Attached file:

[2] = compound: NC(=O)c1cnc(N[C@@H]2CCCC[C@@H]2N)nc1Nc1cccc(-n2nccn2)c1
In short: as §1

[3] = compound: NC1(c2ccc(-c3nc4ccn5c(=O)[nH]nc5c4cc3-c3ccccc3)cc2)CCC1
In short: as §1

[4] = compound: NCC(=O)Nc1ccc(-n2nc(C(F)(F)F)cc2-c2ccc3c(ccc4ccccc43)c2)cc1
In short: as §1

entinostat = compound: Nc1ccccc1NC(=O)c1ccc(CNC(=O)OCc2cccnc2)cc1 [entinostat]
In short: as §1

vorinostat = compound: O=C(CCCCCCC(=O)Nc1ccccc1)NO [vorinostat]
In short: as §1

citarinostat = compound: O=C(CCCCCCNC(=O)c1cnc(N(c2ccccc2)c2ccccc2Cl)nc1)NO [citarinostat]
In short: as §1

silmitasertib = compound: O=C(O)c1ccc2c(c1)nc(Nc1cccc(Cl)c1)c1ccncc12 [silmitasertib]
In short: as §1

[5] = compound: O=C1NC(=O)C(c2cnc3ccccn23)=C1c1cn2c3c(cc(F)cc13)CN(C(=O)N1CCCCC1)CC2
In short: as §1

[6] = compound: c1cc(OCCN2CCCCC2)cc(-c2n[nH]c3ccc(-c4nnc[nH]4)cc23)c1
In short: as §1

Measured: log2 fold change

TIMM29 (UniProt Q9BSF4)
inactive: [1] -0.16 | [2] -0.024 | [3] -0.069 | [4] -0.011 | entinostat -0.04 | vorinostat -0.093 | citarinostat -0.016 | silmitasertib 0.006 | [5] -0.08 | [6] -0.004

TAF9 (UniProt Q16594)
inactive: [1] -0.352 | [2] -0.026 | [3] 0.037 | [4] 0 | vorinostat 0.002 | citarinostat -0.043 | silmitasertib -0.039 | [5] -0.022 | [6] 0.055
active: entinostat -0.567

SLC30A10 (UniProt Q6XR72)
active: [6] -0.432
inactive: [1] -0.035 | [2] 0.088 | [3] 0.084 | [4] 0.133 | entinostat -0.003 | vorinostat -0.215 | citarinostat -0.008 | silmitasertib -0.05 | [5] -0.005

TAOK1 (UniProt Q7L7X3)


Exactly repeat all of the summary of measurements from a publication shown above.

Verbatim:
[2] = compound: NC(=O)c1cnc(N[C@@H]2CCCC[C@@H]2N)nc1Nc1cccc(-n2nccn2)c1
In short: as §1

[3] = compound: NC1(c2ccc(-c3nc4ccn5c(=O)[nH]nc5c4cc3-c3ccccc3)cc2)CCC1
In short: as §1

[4] = compound: NCC(=O)Nc1ccc(-n2nc(C(F)(F)F)cc2-c2ccc3c(ccc4ccccc43)c2)cc1
In short: as §1

entinostat = compound: Nc1ccccc1NC(=O)c1ccc(CNC(=O)OCc2cccnc2)cc1 [entinostat]
In short: as §1

vorinostat = compound: O=C(CCCCCCC(=O)Nc1ccccc1)NO [vorinostat]
In short: as §1

citarinostat = compound: O=C(CCCCCCNC(=O)c1cnc(N(c2ccccc2)c2ccccc2Cl)nc1)NO [citarinostat]
In short: as §1

silmitasertib = compound: O=C(O)c1ccc2c(c1)nc(Nc1cccc(Cl)c1)c1ccncc12 [silmitasertib]
In short: as §1

[5] = compound: O=C1NC(=O)C(c2cnc3ccccn23)=C1c1cn2c3c(cc(F)cc13)CN(C(=O)N1CCCCC1)CC2
In short: as §1

[6] = compound: c1cc(OCCN2CCCCC2)cc(-c2n[nH]c3ccc(-c4nnc[nH]4)cc23)c1
In short: as §1

Measured: log2 fold change

TIMM29 (UniProt Q9BSF4)
inactive: [1] -0.16 | [2] -0.024 | [3] -0.069 | [4] -0.011 | entinostat -0.04 | vorinostat -0.093 | citarinostat -0.016 | silmitasertib 0.006 | [5] -0.08 | [6] -0.004

TAF9 (UniProt Q16594)
inactive: [1] -0.352 | [2] -0.026 | [3] 0.037 | [4] 0 | vorinostat 0.002 | citarinostat -0.043 | silmitasertib -0.039 | [5] -0.022 | [6] 0.055
active: entinostat -0.567

SLC30A10 (UniProt Q6XR72)
active: [6] -0.432
inactive: [1] -0.035 | [2] 0.088 | [3] 0.084 | [4] 0.133 | entinostat -0.003 | vorinostat -0.215 | citarinostat -0.008 | silmitasertib -0.05 | [5] -0.005

TAOK1 (UniProt Q7L7X3)